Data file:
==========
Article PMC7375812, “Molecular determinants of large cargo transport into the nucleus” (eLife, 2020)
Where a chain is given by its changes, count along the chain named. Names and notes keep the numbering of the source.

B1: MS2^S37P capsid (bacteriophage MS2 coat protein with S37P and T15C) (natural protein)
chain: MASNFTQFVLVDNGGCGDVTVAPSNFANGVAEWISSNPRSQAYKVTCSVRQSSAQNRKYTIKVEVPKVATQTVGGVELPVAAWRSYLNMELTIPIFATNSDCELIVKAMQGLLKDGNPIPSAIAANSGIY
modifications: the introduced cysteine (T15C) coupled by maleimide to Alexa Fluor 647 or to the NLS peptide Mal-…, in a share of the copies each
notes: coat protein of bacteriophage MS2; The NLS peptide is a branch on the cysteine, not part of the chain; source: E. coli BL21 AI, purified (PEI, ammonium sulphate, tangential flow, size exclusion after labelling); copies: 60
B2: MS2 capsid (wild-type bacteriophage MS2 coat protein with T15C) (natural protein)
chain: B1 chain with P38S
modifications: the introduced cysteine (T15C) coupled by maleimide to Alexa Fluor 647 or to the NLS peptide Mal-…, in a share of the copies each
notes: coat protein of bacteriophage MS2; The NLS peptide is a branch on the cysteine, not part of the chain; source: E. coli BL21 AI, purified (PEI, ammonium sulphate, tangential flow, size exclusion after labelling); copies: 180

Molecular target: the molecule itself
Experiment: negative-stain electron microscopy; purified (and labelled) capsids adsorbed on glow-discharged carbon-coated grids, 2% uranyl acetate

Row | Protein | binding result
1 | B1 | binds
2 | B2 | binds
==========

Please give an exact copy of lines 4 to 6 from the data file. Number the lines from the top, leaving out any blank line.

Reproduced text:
chain: MASNFTQFVLVDNGGCGDVTVAPSNFANGVAEWISSNPRSQAYKVTCSVRQSSAQNRKYTIKVEVPKVATQTVGGVELPVAAWRSYLNMELTIPIFATNSDCELIVKAMQGLLKDGNPIPSAIAANSGIY
modifications: the introduced cysteine (T15C) coupled by maleimide to Alexa Fluor 647 or to the NLS peptide Mal-…, in a share of the copies each
notes: coat protein of bacteriophage MS2; The NLS peptide is a branch on the cysteine, not part of the chain; source: E. coli BL21 AI, purified (PEI, ammonium sulphate, tangential flow, size exclusion after labelling); copies: 60